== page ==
We've always advocated Turnitin OriginalityCheck to be used as a tool to teach proper citation and source integration, to address academic integrity, and to make investigating potential plagiarism easier.
OriginalityCheck at its core is simple to start exploring and using in your classroom. By providing visual feedback, you and your students can get a good representation of how well they've integrated outside source material into their writing. At a glance, you can take a closer look into papers with higher matches.
Turnitin has released six writing rubrics that are aligned to the Common Core State Standards (CCSS). These new rubrics are available now in the Rubric Library if you are affiliated with a middle school, high school, or community college account in the United States. If you are not affiliated with these eligible schools, you can download the Common Core Rubric Pack (.zip) and import the .RBC files into your Rubric Library.
In response to states' adoption of the Common Core State Standards (CCSS), Turnitin will be releasing CCSS-aligned writing rubrics for grades 9-10 and 11-12. There will be a total of 6 rubrics altogether (2 each for Informative, Argumentative, and Narrative text types). These rubrics were developed for Turnitin by the English Professional Learning Council, a group of educators sponsored by and involving instructors primarily from Saddleback College and the Orange County Department of Education.
Many Turnitin users that have access to GradeMark are not aware of what an essential, powerful and effective tool it can be.
Cath Ellis, an English literature instructor, blogger, and e-learning enthusiast, recently wrote on her blog about how merely checking for potential plagiarism is such a minor part of her use. She expounds on her use of GradeMark and the benefits of being quicker, better, easier, and retrievable. Her students prefer their papers being reviewed in GradeMark because of the confidentiality, accessibility, and convenience that Turnitin provides.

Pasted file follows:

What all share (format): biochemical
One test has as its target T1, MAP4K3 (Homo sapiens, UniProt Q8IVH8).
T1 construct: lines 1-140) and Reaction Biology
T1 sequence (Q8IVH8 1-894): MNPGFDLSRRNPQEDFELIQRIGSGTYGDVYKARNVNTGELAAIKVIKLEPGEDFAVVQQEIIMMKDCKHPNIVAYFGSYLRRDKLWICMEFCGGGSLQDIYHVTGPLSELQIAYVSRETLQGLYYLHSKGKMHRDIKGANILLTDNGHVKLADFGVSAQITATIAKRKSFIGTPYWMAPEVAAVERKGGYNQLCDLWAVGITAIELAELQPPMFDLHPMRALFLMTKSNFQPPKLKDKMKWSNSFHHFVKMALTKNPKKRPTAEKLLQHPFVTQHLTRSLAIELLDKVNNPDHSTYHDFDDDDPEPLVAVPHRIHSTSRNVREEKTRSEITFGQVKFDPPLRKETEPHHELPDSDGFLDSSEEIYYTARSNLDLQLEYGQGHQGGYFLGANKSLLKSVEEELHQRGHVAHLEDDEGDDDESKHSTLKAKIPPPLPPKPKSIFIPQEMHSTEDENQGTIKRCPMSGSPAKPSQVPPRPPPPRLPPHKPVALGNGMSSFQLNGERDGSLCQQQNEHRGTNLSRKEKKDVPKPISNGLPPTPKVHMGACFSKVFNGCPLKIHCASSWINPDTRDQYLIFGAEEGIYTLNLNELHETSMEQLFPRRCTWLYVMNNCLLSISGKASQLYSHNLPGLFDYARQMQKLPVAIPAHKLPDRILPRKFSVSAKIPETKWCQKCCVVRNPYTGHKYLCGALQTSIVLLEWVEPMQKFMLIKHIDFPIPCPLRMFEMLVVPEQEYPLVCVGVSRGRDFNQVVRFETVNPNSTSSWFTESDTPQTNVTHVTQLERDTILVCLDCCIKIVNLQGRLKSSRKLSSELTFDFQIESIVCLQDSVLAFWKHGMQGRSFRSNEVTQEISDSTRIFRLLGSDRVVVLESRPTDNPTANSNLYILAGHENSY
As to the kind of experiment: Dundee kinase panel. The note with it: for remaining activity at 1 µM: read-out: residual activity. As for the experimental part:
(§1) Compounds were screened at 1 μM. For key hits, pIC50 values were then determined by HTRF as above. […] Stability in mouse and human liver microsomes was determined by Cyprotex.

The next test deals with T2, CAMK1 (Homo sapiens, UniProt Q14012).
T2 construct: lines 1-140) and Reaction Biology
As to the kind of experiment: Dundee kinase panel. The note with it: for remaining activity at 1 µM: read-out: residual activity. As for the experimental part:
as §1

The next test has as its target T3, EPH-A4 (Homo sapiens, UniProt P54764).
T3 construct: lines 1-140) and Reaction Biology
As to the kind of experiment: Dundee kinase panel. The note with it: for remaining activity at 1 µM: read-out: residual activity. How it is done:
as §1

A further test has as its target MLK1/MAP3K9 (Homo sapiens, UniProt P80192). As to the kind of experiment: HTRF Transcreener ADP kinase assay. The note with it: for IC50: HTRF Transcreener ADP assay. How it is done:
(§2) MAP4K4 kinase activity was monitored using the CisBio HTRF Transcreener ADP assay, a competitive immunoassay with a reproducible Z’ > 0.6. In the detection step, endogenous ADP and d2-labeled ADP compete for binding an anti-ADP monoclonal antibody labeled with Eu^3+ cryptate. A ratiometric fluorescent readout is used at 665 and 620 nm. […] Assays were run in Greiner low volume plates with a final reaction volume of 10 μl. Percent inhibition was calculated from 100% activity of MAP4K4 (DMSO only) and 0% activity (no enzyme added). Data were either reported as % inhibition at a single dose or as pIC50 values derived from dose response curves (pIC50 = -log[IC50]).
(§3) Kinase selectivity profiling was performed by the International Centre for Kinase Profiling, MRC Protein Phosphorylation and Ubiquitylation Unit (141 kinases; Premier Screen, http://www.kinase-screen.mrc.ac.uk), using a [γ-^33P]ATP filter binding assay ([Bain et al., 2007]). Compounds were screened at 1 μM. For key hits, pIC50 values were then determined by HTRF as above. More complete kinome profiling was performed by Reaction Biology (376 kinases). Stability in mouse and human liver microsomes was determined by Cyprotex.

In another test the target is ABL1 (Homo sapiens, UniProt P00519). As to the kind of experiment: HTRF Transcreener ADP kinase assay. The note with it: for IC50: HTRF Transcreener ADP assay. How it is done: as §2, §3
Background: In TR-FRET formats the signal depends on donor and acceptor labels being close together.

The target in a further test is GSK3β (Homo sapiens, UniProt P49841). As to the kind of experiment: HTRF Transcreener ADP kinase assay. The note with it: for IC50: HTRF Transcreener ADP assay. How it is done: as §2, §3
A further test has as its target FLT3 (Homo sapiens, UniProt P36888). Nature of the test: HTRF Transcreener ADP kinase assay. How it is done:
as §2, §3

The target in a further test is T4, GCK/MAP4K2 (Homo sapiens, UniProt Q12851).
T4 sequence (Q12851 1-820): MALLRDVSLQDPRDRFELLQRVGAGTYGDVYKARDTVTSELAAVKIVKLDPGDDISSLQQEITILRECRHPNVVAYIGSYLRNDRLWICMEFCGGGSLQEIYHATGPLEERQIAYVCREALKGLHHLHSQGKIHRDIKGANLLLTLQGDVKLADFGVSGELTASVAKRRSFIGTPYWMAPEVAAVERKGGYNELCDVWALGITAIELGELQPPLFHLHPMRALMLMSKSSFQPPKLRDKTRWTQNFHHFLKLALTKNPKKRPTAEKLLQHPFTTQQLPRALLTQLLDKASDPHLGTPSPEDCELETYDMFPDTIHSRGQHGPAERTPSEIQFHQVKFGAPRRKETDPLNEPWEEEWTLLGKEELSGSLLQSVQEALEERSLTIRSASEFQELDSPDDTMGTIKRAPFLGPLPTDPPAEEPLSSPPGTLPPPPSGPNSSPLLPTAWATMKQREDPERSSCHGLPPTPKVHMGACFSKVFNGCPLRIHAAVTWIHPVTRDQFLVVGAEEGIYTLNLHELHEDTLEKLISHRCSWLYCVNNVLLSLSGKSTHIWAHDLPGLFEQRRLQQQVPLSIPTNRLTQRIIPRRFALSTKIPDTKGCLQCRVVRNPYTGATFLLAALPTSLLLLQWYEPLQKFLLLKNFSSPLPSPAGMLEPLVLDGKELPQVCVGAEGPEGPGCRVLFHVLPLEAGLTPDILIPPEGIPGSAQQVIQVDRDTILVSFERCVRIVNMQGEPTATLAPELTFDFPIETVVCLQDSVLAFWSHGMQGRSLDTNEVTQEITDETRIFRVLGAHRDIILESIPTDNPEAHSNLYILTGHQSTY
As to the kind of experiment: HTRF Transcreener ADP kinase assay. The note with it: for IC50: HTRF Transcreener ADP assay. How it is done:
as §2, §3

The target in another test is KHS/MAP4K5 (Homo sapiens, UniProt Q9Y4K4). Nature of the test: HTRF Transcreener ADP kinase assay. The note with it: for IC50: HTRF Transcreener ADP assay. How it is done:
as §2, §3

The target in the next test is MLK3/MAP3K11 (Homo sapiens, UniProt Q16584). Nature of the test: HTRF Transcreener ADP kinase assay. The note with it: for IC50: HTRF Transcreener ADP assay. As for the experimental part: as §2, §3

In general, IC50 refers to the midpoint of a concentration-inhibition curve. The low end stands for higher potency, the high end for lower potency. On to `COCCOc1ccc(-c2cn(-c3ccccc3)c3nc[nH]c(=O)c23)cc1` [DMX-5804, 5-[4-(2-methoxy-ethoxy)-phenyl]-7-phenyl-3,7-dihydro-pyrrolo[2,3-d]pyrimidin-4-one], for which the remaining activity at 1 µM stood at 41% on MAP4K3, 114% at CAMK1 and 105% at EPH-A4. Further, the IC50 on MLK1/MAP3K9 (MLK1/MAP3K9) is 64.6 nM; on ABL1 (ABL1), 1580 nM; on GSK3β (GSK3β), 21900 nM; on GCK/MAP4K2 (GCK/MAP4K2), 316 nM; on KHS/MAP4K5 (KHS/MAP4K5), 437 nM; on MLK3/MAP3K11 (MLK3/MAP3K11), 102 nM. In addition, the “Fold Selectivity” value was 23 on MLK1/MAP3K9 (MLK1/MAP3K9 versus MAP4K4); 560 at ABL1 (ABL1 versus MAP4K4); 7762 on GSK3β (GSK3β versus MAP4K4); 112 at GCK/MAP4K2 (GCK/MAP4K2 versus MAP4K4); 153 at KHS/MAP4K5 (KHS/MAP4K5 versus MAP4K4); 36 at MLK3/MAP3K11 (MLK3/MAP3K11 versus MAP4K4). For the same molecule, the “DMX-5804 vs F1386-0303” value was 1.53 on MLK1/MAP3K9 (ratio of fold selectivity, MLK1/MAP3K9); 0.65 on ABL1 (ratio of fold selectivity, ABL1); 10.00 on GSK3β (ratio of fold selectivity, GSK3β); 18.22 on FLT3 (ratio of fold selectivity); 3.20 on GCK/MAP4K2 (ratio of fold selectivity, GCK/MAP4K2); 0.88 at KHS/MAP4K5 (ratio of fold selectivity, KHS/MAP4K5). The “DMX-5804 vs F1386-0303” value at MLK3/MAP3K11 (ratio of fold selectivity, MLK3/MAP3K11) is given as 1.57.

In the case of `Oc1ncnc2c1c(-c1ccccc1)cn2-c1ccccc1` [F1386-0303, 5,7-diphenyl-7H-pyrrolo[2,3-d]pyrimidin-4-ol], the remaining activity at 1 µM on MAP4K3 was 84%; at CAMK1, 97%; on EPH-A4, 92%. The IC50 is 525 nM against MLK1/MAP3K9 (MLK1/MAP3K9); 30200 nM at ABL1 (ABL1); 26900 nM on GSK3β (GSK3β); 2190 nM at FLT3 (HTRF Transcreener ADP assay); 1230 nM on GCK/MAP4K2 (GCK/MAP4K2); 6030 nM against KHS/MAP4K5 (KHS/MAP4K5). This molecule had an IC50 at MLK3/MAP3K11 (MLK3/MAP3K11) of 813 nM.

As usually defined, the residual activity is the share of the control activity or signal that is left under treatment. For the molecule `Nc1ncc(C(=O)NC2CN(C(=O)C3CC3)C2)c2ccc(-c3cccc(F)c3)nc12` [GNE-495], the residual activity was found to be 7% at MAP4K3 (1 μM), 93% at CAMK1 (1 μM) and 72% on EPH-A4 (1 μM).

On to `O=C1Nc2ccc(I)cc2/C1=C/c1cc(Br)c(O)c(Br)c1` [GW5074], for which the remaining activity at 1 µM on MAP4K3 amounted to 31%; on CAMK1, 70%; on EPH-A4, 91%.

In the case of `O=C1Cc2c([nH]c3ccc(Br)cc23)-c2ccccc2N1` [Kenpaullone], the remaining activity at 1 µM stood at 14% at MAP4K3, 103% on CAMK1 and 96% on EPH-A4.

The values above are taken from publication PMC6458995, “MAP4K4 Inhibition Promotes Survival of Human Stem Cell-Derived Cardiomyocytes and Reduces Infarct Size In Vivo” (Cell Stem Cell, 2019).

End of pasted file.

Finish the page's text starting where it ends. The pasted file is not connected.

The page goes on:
In education, terms like personalization, individualization, and differentiation get thrown around frequently as alternative approaches to the one size fits all approach to teaching and learning.
To help demystify these alternatives, Barbara Bray and Kathleen McClaskey developed this chart on the differences on approaches to teaching and learning. The chart clearly explains that personalization is about the learner and the distinct difference in the learning environment.
Turnitin recently added the ability to add colored highlights with comments to student papers in GradeMark. Instead of only a plain yellow highlighter, you can now choose from five colors—blue, green, yellow, pink, and purple.
Turnitin users will no longer be able to access old version of GradeMark after July 23, 2012. If you are still using this earlier version, we recommend you switch to the current version of GradeMark as soon as possible.
In response to user requests, Turnitin will be making changes to how students can access the digital receipts for their submissions. We plan to make these changes in August 2012. The following are the changes that will be included in the new digital receipt process:
- The digital receipt will be downloadable as a PDF from the student's class homepage and from the document viewer—instructors will also be able to download this PDF digital receipt from the document viewer.
- The new PDF version of the digital receipt will include the submission date and time.
- The digital receipt that appears on the screen after the student has successfully submitted a paper will now include a message explaining how students can access this PDF version of the digital receipt for download and printing.
- The email digital receipt that is sent to students will no longer include text from the submitted paper - the emailed receipt will contain a confirmation message and directions for how to access the new PDF digital receipt.
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